Our intervention research aimed at improving home supervision by parents (Supervising for Home Safety program) has broadened to include sibling supervision too (Safe Sib program). In addition, we are exploring two other streams of research – one focusing on child pedestrian safety and another focusing on risky driving by teens.
A Randomized Controlled Trial (RCT) confirmed that the Supervising for Home Safety Program produces sustained—one-year—positive changes in parents’ beliefs about children’s supervision needs, as well as positive changes in their actual supervision practices. Evaluations examining delivery of the program through community organizations has demonstrated effective methods are being used in program delivery. More extensive testing the Supervising for Home Safety Program in community organizations in fall of 2013 and winter 2014 will provide data that can support the submission of a grant to more fully evaluate the program’s impact.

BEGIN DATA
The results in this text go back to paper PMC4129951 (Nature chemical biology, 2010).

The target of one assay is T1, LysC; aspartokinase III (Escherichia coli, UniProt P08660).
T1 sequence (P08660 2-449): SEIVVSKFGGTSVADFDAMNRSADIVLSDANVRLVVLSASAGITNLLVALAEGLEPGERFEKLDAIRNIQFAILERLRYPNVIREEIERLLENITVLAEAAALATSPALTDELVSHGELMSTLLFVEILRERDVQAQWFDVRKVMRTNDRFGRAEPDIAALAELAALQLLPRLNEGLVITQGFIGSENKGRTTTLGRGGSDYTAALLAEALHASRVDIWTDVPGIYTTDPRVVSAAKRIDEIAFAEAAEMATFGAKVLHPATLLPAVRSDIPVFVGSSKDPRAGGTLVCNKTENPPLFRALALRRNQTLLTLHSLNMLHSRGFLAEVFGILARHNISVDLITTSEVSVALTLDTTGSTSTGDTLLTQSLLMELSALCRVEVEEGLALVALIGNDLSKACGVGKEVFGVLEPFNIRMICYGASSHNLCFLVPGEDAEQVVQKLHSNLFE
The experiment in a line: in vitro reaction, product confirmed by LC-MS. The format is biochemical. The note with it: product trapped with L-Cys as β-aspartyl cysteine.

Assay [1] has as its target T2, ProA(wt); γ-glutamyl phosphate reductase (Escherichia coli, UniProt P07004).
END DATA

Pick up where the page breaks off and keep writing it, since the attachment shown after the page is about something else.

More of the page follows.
Older children are often left to supervise younger siblings, although their supervision is often inadequate and supervisees have an increased risk of injury when supervised by older siblings. We have completed and published several studies on sibling supervision and used the findings to develop and evaluate an online training program to improve older siblings’ supervision of younger siblings (Safe Sibs Program). A RCT was conducted to evaluate the Safe Sibs program. Results revealed improvements in older siblings’ supervision as well as in their knowledge of injury hazards and risk behaviors.
Dissemination of the two supervision programs has the potential to reduce childhood injury, given the programs have been shown to improve supervision, which is essential for reducing childhood injury.